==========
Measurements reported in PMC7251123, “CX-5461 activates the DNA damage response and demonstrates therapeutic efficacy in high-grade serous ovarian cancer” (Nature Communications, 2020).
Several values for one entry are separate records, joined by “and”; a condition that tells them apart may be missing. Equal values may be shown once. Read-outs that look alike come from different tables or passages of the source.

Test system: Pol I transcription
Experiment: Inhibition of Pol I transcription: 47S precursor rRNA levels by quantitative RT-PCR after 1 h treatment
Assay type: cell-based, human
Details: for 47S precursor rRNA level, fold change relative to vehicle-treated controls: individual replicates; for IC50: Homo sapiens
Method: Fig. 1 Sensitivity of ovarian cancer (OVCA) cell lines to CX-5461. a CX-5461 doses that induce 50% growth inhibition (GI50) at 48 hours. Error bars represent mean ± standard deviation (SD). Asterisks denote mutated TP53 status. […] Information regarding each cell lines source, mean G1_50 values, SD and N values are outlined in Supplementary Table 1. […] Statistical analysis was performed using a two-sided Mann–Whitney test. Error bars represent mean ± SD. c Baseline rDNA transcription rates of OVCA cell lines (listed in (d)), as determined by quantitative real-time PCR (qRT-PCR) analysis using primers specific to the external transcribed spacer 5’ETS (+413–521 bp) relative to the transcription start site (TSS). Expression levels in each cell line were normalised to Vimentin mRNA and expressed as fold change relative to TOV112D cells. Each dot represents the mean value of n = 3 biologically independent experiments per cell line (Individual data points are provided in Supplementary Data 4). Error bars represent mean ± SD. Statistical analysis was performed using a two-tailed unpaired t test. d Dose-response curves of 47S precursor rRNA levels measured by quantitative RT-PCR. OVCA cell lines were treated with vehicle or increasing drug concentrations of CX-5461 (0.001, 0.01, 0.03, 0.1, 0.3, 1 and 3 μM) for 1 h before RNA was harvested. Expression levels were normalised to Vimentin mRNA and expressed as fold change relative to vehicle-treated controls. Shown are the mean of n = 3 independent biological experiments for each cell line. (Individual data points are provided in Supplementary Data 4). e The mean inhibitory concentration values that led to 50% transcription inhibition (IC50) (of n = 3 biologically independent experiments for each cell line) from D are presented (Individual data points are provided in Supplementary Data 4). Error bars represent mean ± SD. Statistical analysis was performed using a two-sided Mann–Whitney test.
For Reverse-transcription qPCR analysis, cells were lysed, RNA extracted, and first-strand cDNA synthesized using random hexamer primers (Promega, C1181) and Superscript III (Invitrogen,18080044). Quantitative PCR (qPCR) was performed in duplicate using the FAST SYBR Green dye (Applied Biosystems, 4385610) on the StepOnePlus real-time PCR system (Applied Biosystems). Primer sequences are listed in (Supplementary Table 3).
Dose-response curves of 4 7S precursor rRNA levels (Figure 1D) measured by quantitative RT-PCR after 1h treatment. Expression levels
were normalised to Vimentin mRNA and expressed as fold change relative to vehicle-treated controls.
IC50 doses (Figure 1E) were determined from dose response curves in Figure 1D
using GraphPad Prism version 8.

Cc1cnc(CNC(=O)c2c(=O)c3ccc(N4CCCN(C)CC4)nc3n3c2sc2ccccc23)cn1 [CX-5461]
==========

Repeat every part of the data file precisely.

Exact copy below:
Measurements reported in PMC7251123, “CX-5461 activates the DNA damage response and demonstrates therapeutic efficacy in high-grade serous ovarian cancer” (Nature Communications, 2020).
Several values for one entry are separate records, joined by “and”; a condition that tells them apart may be missing. Equal values may be shown once. Read-outs that look alike come from different tables or passages of the source.

Test system: Pol I transcription
Experiment: Inhibition of Pol I transcription: 47S precursor rRNA levels by quantitative RT-PCR after 1 h treatment
Assay type: cell-based, human
Details: for 47S precursor rRNA level, fold change relative to vehicle-treated controls: individual replicates; for IC50: Homo sapiens
Method: Fig. 1 Sensitivity of ovarian cancer (OVCA) cell lines to CX-5461. a CX-5461 doses that induce 50% growth inhibition (GI50) at 48 hours. Error bars represent mean ± standard deviation (SD). Asterisks denote mutated TP53 status. […] Information regarding each cell lines source, mean G1_50 values, SD and N values are outlined in Supplementary Table 1. […] Statistical analysis was performed using a two-sided Mann–Whitney test. Error bars represent mean ± SD. c Baseline rDNA transcription rates of OVCA cell lines (listed in (d)), as determined by quantitative real-time PCR (qRT-PCR) analysis using primers specific to the external transcribed spacer 5’ETS (+413–521 bp) relative to the transcription start site (TSS). Expression levels in each cell line were normalised to Vimentin mRNA and expressed as fold change relative to TOV112D cells. Each dot represents the mean value of n = 3 biologically independent experiments per cell line (Individual data points are provided in Supplementary Data 4). Error bars represent mean ± SD. Statistical analysis was performed using a two-tailed unpaired t test. d Dose-response curves of 47S precursor rRNA levels measured by quantitative RT-PCR. OVCA cell lines were treated with vehicle or increasing drug concentrations of CX-5461 (0.001, 0.01, 0.03, 0.1, 0.3, 1 and 3 μM) for 1 h before RNA was harvested. Expression levels were normalised to Vimentin mRNA and expressed as fold change relative to vehicle-treated controls. Shown are the mean of n = 3 independent biological experiments for each cell line. (Individual data points are provided in Supplementary Data 4). e The mean inhibitory concentration values that led to 50% transcription inhibition (IC50) (of n = 3 biologically independent experiments for each cell line) from D are presented (Individual data points are provided in Supplementary Data 4). Error bars represent mean ± SD. Statistical analysis was performed using a two-sided Mann–Whitney test.
For Reverse-transcription qPCR analysis, cells were lysed, RNA extracted, and first-strand cDNA synthesized using random hexamer primers (Promega, C1181) and Superscript III (Invitrogen,18080044). Quantitative PCR (qPCR) was performed in duplicate using the FAST SYBR Green dye (Applied Biosystems, 4385610) on the StepOnePlus real-time PCR system (Applied Biosystems). Primer sequences are listed in (Supplementary Table 3).
Dose-response curves of 4 7S precursor rRNA levels (Figure 1D) measured by quantitative RT-PCR after 1h treatment. Expression levels
were normalised to Vimentin mRNA and expressed as fold change relative to vehicle-treated controls.
IC50 doses (Figure 1E) were determined from dose response curves in Figure 1D
using GraphPad Prism version 8.

Cc1cnc(CNC(=O)c2c(=O)c3ccc(N4CCCN(C)CC4)nc3n3c2sc2ccccc23)cn1 [CX-5461]